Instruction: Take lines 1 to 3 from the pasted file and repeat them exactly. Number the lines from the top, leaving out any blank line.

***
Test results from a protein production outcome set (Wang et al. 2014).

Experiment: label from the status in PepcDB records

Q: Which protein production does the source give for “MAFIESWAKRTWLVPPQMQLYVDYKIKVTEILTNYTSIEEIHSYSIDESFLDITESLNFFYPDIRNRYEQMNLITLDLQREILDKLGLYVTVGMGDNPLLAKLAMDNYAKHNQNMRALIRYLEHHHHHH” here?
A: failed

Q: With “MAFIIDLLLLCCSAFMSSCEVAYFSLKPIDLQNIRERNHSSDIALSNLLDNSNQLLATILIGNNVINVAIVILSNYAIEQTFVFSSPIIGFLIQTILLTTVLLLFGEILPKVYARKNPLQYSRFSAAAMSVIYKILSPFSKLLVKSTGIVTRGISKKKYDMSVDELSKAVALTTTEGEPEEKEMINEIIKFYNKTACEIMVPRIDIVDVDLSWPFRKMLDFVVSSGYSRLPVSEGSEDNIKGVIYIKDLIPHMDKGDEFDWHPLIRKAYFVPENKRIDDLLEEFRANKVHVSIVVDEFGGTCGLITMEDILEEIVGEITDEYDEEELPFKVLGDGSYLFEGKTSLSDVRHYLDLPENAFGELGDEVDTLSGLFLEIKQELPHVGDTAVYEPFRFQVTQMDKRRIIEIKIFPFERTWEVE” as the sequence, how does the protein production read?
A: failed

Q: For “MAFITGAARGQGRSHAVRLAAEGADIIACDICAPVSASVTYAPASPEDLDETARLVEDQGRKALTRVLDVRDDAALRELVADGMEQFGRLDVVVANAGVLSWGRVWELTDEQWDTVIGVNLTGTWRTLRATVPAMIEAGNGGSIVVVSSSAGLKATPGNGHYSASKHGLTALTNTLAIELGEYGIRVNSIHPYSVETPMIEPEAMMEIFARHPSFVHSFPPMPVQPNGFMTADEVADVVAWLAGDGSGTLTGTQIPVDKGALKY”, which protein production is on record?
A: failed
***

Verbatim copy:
Test results from a protein production outcome set (Wang et al. 2014).

Experiment: label from the status in PepcDB records

Q: Which protein production does the source give for “MAFIESWAKRTWLVPPQMQLYVDYKIKVTEILTNYTSIEEIHSYSIDESFLDITESLNFFYPDIRNRYEQMNLITLDLQREILDKLGLYVTVGMGDNPLLAKLAMDNYAKHNQNMRALIRYLEHHHHHH” here?